Professor Takes Expertise to NFL as Medical Spotter
During all the 2016 New York Jets home games at MetLife Stadium, Robb Rehberg, professor of kinesiology, sat at a post high above the action. As an Athletic Trainer Certified (ATC) spotter for the National Football League, Rehberg was responsible for spotting potential injuries on the field—mainly of the head and neck—and alerting medical personnel on the ground. This was his first season in the position.
“It’s really a split-second decision,” says Rehberg. “As calm as I am in emergency situations, and I usually stay calm, we have a big responsibility to make the right call at the right time. If we decide that stopping a game is necessary, we must have certainly done it for the right reason.”
Rehberg, who played football for a decade and spent years as a high school athletic trainer, youth football coach, and emergency medical services chief prior to becoming a professor, has always had a strong interest in concussion management and athlete safety. One of the first athletic trainers in New Jersey to work in a hospital-based concussion program at Overlook Medical Center, he is also co-founder and president of Sport Safety International, which is dedicated to promoting safe participation in sport and physical activities through education.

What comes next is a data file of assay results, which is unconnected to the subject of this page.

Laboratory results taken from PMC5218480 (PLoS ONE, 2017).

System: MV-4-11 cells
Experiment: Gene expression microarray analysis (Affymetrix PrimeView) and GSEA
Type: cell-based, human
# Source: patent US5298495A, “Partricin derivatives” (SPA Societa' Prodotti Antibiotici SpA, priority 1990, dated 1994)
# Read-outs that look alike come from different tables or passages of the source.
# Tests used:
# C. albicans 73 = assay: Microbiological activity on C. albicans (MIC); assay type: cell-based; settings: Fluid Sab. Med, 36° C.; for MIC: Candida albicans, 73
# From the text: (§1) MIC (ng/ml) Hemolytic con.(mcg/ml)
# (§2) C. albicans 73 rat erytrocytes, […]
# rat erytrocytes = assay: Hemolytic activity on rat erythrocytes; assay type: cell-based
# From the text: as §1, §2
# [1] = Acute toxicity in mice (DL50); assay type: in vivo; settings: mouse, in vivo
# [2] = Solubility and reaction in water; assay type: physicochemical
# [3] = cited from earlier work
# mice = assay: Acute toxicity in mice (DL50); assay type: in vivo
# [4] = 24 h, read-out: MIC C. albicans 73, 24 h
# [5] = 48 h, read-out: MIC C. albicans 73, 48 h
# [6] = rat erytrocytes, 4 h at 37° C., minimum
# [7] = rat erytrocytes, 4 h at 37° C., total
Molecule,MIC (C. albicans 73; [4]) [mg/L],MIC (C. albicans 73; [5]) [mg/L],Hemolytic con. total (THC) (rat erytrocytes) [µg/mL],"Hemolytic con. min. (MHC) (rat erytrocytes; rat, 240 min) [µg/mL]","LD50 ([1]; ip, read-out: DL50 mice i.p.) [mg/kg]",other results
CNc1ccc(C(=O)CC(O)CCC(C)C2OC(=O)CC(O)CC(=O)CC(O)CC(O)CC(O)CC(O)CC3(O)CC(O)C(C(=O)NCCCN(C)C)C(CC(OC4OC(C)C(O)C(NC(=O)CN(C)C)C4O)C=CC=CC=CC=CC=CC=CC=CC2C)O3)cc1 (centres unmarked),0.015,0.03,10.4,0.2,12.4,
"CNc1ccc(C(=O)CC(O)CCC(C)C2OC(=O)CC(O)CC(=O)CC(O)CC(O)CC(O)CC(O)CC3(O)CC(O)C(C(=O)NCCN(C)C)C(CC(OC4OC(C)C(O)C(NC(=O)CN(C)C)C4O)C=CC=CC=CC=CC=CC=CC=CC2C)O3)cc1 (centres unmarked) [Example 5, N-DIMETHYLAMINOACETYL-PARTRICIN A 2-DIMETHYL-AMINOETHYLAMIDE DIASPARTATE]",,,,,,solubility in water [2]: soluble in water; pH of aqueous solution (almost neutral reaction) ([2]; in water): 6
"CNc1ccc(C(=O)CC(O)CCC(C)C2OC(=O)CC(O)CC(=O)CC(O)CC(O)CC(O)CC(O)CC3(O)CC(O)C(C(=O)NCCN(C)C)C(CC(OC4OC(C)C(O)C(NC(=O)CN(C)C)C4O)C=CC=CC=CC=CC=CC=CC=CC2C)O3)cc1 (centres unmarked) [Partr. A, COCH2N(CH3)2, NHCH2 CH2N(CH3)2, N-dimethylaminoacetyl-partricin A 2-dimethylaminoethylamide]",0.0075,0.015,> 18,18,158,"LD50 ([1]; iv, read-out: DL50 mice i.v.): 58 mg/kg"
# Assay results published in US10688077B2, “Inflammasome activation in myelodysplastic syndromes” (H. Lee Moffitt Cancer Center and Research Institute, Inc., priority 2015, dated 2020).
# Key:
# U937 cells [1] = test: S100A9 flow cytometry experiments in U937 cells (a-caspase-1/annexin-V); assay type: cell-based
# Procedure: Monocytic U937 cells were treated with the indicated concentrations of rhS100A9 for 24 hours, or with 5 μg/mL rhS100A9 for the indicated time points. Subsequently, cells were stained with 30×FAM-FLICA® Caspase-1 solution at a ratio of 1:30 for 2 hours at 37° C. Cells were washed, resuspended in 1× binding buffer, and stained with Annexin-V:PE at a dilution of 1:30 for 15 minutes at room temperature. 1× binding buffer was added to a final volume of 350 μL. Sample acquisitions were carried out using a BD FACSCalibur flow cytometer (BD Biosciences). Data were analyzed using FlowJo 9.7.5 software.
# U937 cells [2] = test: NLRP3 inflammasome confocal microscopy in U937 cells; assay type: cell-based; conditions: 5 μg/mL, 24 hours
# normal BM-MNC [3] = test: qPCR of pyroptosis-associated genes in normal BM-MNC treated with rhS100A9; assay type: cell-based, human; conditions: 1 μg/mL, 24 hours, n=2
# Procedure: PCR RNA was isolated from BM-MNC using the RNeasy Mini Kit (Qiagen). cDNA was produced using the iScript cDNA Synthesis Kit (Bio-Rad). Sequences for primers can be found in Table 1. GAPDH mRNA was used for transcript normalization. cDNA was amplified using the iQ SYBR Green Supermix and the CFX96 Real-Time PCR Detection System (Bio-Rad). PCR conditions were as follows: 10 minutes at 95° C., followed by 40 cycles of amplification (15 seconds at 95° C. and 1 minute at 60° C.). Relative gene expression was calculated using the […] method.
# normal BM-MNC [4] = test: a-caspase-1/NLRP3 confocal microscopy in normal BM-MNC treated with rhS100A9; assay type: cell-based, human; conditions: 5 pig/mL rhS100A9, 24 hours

“One of the things I can say from my perspective is that the NFL is doing everything it can, and using athletic trainers as spotters has the ability to make a big difference. I’m really excited to be a part of that,” he says.